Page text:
We can convert Mg/L to GPG by dividing the mg/L value by 17.1. You will want to find the correct hardness value since your water softener controller will need the number so that it can work efficiently. This measure will also include that of iron.
After you find out your water hardness number, you’ll want to add 5 grains for every mg/L or ppm (parts per million) or iron to get the total grain value.
With the grain value of say 10 grains per gallon, you can now multiply this number by the number of gallons that your family uses in a day.
In this case 10 x 320 = 3200 grains of hardness that the water softener has to remove per day. Most water softeners regenerate every seven days. This means it will need to remove 3200 x 7 = 22,400 grains in a week.
Classification of Hard Water
You can tell if water is soft or hard depending on the above classification of hard water.
The amount of hardness that a water softener can remove before it regenerates is the capacity of that water softener. Most water softeners are listed from 16,000 grain to a whopping 90,000-grain capacity.
It means that if a water softener is rated at 64,000 grains, it can remove 64,000 grains of hard water grains before the system regenerates. But this is always never the case because the resin is affected by stuff like water pressure, flow rate, and the amount of resin in the mineral tank.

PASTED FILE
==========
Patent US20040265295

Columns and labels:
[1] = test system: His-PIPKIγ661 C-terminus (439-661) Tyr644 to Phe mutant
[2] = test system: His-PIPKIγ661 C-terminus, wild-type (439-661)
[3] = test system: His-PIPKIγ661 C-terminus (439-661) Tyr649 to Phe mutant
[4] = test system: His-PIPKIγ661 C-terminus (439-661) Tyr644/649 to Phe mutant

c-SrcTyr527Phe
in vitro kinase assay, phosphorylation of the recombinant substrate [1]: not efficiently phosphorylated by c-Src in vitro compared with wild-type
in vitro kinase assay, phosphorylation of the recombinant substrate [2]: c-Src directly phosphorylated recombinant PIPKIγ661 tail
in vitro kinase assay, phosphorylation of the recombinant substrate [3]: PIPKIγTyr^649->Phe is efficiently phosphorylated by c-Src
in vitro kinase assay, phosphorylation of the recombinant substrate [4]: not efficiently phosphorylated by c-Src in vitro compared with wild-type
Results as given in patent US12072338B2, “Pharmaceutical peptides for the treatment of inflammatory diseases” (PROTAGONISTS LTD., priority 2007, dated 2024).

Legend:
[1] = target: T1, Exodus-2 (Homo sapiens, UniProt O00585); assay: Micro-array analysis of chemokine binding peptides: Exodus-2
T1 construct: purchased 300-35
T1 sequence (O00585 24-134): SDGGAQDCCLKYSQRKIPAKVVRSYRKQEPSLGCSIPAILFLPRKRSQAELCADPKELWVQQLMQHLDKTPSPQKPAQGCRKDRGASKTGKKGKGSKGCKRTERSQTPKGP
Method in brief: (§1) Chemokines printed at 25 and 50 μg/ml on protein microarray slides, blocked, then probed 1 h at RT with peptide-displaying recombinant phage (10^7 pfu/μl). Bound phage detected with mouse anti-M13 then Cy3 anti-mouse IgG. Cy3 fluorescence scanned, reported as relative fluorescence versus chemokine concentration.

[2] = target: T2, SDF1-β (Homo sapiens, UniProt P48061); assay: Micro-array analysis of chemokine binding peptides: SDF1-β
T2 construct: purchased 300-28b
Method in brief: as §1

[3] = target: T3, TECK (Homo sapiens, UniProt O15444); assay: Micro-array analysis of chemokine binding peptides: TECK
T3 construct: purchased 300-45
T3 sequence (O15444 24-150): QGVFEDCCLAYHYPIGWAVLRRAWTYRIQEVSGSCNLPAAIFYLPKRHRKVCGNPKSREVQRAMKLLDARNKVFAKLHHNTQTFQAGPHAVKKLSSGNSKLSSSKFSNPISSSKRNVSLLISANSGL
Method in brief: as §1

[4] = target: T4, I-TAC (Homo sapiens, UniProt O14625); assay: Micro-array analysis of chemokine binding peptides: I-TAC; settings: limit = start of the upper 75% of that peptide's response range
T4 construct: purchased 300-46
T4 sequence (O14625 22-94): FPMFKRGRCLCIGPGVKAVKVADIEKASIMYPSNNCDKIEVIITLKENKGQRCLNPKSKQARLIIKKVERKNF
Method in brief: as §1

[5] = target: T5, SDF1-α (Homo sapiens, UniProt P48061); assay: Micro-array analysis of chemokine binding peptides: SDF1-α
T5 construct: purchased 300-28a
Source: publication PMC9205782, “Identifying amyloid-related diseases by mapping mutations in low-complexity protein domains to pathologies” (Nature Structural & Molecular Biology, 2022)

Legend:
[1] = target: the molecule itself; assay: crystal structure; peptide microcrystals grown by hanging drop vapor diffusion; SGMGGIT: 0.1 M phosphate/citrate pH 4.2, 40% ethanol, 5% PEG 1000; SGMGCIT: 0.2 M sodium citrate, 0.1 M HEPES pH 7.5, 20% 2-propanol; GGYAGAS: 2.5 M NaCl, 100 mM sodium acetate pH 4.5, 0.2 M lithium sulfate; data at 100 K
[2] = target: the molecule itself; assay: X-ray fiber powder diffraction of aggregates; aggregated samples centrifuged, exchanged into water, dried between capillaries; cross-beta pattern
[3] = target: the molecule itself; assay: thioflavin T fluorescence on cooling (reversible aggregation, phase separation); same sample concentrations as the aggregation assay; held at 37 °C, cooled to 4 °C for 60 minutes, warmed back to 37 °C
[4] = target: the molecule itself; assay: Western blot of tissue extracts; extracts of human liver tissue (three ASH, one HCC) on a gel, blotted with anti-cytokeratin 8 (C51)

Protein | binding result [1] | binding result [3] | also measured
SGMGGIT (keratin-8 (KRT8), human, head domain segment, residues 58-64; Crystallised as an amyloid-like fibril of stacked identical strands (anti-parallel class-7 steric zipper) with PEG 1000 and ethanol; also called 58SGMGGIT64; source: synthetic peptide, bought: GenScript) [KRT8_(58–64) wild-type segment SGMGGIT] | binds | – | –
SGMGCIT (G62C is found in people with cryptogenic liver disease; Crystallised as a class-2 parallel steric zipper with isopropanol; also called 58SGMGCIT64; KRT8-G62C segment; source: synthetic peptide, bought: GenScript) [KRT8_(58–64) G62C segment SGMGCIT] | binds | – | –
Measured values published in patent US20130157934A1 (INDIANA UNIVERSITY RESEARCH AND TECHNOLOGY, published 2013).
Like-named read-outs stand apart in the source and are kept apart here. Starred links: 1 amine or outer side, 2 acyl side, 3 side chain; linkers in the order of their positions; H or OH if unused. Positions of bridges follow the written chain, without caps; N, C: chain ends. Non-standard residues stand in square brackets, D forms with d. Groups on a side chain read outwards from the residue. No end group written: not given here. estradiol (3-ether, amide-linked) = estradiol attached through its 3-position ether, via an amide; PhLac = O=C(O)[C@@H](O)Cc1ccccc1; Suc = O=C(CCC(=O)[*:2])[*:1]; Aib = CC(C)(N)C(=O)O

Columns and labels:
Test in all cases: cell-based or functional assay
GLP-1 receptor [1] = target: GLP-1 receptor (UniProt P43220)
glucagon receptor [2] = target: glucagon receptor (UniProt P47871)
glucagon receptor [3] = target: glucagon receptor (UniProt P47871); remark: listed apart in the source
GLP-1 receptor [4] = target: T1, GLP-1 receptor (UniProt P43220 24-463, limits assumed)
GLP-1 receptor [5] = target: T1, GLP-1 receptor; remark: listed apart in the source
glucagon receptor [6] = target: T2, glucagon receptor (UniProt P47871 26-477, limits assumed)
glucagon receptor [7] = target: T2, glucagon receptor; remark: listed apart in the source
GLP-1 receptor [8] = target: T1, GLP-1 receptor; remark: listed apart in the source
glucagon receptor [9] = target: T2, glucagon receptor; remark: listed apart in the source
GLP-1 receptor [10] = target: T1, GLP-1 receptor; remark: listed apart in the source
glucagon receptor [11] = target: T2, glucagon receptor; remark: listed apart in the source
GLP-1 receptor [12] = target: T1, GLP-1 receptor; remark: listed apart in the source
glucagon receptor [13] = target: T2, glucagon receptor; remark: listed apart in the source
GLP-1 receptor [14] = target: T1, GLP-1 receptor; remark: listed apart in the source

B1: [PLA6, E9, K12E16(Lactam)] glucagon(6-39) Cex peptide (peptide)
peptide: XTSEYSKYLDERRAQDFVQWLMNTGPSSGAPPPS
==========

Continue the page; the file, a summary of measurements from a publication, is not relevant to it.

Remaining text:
1.5cubic ft of resin beads will usually soften around 30,000 grains of hardness for a model that is rated for 32,000 grains capacity.
Once the water softener reaches its capacity, it will need to regenerate and continue the water softening process. For improved efficiency, it is better to add around 30% of extra capacity when matching your need to the capacity.
Water and Salt Regeneration Efficiency
Water efficiency is the measure of water in gallons that is used in the regeneration process while salt efficiency is the measure of grains of hardness removed per pound of salt used in regeneration. Softeners can be efficiency-rated by the NSF/ANSI standard 44 for Residential Cation Exchange Water Softeners.